# Can photon couple to scalar field?

• arroy_0205
In QFT, photons are the carriers of the electromagnetic force. This means that they can interact with other charged particles. However, they don't feel any force at all if they pass between charges.

#### arroy_0205

I have seen in one paper that photon is coupled to dilaton field which is scalar and motivated by string theory. I do not understand this. Photon is carrier of electromagnetic field and so I thought it can only couple to electrically charged fields. Can anyone explain?

Photons can couple to scalar fields. There just happens to be none in the Standard Model (in the spontaneously broken state). Don't want to search for my Rosiek paper now but I am pretty sure the photon couples to the Selectrons of SUSY, for example. In standard particle physics photons only couple to charged fields but in exotic physics they might couple to gravity which the dilaton (according to the WP article; I never encountered those guys myself) seems to be related to.

Scalar fields carry charge as long as they are complex.

Yes that is true but the one I talked about was real scalar field. That is the source of confusion. This I did not write explicitly in my question.

arroy_0205 said:
I have seen in one paper that photon is coupled to dilaton field which is scalar and motivated by string theory. I do not understand this. Photon is carrier of electromagnetic field and so I thought it can only couple to electrically charged fields. Can anyone explain?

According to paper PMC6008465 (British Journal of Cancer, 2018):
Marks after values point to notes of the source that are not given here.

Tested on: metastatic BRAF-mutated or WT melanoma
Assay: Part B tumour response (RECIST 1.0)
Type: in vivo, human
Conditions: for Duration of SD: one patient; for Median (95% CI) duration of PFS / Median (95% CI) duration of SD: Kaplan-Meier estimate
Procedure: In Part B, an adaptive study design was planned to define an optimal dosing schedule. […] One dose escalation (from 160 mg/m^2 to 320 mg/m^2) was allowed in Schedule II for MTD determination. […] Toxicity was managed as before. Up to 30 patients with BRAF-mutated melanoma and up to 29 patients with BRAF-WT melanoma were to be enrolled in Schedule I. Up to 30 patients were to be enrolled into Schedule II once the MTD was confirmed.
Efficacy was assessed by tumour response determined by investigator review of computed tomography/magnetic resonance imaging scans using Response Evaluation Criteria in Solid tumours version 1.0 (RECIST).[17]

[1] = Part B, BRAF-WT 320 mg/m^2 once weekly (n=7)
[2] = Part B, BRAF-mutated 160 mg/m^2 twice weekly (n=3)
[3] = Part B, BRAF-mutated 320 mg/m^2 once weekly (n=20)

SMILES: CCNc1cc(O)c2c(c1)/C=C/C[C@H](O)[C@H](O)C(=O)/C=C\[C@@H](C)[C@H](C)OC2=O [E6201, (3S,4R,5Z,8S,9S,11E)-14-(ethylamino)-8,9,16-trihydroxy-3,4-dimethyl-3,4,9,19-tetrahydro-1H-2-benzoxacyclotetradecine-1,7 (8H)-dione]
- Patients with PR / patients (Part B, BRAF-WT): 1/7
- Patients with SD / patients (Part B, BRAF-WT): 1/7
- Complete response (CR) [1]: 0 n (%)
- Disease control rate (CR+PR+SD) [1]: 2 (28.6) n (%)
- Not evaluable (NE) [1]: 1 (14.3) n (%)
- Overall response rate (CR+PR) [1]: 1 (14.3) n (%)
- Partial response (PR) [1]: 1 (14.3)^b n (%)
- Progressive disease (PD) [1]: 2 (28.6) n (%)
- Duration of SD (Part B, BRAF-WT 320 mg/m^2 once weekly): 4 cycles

Well, I am not up-to-snuff on string theory per se, but I would say that any scalar object with internal charges, whether they cancel or not, will couple to a photon through a trilinear coupling involving another appropriate vector particle. For neutral scalar mesons, for example, the coupling to two photons is an available channel...

photons can couple to fields that are electrically neutral through higher-dimension operators (and therefore are suppressed). All you need to do is maintain gauge and Lorentz invariance, so for example (with a real scalar field $\phi$):

$$\phi F_{\mu\nu}F^{\mu\nu}$$

is allowed. However, it's physical effects are typically quite small. But this is how you can describe photons scattering off (neutral) atoms in the atmosphere, for example.